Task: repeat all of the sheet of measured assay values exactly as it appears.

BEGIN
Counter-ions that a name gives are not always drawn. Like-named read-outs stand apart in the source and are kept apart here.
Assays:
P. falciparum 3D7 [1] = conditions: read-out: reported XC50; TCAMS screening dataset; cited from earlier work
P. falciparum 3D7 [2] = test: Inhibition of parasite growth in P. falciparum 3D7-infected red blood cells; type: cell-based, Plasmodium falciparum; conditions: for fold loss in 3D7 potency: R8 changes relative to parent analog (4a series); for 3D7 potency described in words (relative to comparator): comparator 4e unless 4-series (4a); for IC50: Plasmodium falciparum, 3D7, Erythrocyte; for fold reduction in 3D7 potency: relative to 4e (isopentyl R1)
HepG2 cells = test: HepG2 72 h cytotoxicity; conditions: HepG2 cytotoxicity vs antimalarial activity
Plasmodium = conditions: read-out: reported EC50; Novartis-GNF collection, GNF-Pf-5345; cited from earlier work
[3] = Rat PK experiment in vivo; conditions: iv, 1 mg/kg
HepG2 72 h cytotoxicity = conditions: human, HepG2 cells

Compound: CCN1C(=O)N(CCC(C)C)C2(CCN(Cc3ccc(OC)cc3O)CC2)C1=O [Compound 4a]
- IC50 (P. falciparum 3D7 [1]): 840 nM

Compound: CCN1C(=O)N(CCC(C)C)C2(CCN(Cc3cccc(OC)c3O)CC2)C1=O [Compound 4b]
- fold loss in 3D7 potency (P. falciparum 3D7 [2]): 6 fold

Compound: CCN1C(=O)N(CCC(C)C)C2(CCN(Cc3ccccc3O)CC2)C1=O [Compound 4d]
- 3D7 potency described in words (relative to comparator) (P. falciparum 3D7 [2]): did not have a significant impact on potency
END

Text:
Counter-ions that a name gives are not always drawn. Like-named read-outs stand apart in the source and are kept apart here.
Assays:
P. falciparum 3D7 [1] = conditions: read-out: reported XC50; TCAMS screening dataset; cited from earlier work
P. falciparum 3D7 [2] = test: Inhibition of parasite growth in P. falciparum 3D7-infected red blood cells; type: cell-based, Plasmodium falciparum; conditions: for fold loss in 3D7 potency: R8 changes relative to parent analog (4a series); for 3D7 potency described in words (relative to comparator): comparator 4e unless 4-series (4a); for IC50: Plasmodium falciparum, 3D7, Erythrocyte; for fold reduction in 3D7 potency: relative to 4e (isopentyl R1)
HepG2 cells = test: HepG2 72 h cytotoxicity; conditions: HepG2 cytotoxicity vs antimalarial activity
Plasmodium = conditions: read-out: reported EC50; Novartis-GNF collection, GNF-Pf-5345; cited from earlier work
[3] = Rat PK experiment in vivo; conditions: iv, 1 mg/kg
HepG2 72 h cytotoxicity = conditions: human, HepG2 cells

Compound: CCN1C(=O)N(CCC(C)C)C2(CCN(Cc3ccc(OC)cc3O)CC2)C1=O [Compound 4a]
- IC50 (P. falciparum 3D7 [1]): 840 nM

Compound: CCN1C(=O)N(CCC(C)C)C2(CCN(Cc3cccc(OC)c3O)CC2)C1=O [Compound 4b]
- fold loss in 3D7 potency (P. falciparum 3D7 [2]): 6 fold

Compound: CCN1C(=O)N(CCC(C)C)C2(CCN(Cc3ccccc3O)CC2)C1=O [Compound 4d]
- 3D7 potency described in words (relative to comparator) (P. falciparum 3D7 [2]): did not have a significant impact on potency